Production declines could yield $1 bump to milk prices


Production declines could yield $1 bump to milk prices

USDA is yet again calling for lower milk production 2021 and 2022 because of expectations for lower cow numbers and milk per cow.

In its November supply and demand report, USDA raised butter, nonfat dry milk, and whey prices for 2021 because of strength in demand and lower expected production.  Cheese was reduced because of current prices and large supplies.  The Class III price was reduced for 2021 as lower expected cheese prices are likely to more than offset higher whey prices.  The Class IV price was raised because of higher nonfat dry milk and butter prices.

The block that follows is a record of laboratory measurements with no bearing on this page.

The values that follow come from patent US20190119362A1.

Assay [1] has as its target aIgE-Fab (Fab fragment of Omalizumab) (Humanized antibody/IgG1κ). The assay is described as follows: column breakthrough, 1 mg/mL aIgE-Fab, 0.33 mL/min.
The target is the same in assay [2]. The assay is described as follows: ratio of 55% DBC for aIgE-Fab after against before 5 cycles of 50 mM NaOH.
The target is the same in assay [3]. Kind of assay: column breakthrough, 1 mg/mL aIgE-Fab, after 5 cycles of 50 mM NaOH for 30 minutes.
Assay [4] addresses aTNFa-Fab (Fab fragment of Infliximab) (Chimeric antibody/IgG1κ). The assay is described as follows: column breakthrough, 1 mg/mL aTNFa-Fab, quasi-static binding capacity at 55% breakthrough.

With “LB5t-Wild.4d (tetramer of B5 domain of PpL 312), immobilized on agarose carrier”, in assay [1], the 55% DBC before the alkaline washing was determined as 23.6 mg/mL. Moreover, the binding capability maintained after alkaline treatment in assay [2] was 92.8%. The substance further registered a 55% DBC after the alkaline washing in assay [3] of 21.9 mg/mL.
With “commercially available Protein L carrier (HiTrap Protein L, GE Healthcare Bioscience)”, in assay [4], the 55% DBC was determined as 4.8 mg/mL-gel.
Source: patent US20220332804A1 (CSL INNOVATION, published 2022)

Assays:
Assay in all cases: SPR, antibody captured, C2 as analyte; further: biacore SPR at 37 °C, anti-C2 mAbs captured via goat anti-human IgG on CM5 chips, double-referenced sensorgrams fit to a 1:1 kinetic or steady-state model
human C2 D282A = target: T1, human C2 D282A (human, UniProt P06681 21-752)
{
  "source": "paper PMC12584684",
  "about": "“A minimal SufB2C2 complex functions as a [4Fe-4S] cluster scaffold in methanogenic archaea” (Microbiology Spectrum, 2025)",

For 2022, all product prices were raised mostly because of tighter supplies and strengthening demand.  Class III and Class IV prices next year were raised because of forecasted higher product prices.

The 2021 all milk price forecast was raised five cents to $18.50 per hundredweight while 2022’s price increased $1.05 to $20.25.